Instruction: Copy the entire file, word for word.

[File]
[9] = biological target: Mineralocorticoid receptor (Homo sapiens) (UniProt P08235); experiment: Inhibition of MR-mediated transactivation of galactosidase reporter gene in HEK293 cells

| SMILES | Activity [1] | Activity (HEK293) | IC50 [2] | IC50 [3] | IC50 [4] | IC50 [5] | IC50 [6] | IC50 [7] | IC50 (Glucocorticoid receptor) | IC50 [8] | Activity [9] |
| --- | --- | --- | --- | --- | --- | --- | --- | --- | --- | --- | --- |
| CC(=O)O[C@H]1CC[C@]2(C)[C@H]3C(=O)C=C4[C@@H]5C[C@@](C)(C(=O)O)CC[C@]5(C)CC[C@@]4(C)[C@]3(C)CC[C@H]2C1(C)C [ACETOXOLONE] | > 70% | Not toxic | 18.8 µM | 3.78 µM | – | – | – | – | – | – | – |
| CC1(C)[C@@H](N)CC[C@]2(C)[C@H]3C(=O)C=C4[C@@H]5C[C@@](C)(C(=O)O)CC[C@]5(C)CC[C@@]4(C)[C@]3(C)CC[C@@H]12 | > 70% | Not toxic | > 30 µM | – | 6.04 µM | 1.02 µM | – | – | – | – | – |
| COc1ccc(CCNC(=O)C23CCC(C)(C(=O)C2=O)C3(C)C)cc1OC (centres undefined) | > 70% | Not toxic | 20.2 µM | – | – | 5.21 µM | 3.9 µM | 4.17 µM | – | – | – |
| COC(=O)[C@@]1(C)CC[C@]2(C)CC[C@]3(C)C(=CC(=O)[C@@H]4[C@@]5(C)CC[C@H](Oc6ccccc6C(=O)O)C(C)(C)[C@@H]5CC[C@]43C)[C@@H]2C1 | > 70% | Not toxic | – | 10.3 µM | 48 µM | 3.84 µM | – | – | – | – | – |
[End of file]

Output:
[9] = biological target: Mineralocorticoid receptor (Homo sapiens) (UniProt P08235); experiment: Inhibition of MR-mediated transactivation of galactosidase reporter gene in HEK293 cells

| SMILES | Activity [1] | Activity (HEK293) | IC50 [2] | IC50 [3] | IC50 [4] | IC50 [5] | IC50 [6] | IC50 [7] | IC50 (Glucocorticoid receptor) | IC50 [8] | Activity [9] |
| --- | --- | --- | --- | --- | --- | --- | --- | --- | --- | --- | --- |
| CC(=O)O[C@H]1CC[C@]2(C)[C@H]3C(=O)C=C4[C@@H]5C[C@@](C)(C(=O)O)CC[C@]5(C)CC[C@@]4(C)[C@]3(C)CC[C@H]2C1(C)C [ACETOXOLONE] | > 70% | Not toxic | 18.8 µM | 3.78 µM | – | – | – | – | – | – | – |
| CC1(C)[C@@H](N)CC[C@]2(C)[C@H]3C(=O)C=C4[C@@H]5C[C@@](C)(C(=O)O)CC[C@]5(C)CC[C@@]4(C)[C@]3(C)CC[C@@H]12 | > 70% | Not toxic | > 30 µM | – | 6.04 µM | 1.02 µM | – | – | – | – | – |
| COc1ccc(CCNC(=O)C23CCC(C)(C(=O)C2=O)C3(C)C)cc1OC (centres undefined) | > 70% | Not toxic | 20.2 µM | – | – | 5.21 µM | 3.9 µM | 4.17 µM | – | – | – |
| COC(=O)[C@@]1(C)CC[C@]2(C)CC[C@]3(C)C(=CC(=O)[C@@H]4[C@@]5(C)CC[C@H](Oc6ccccc6C(=O)O)C(C)(C)[C@@H]5CC[C@]43C)[C@@H]2C1 | > 70% | Not toxic | – | 10.3 µM | 48 µM | 3.84 µM | – | – | – | – | – |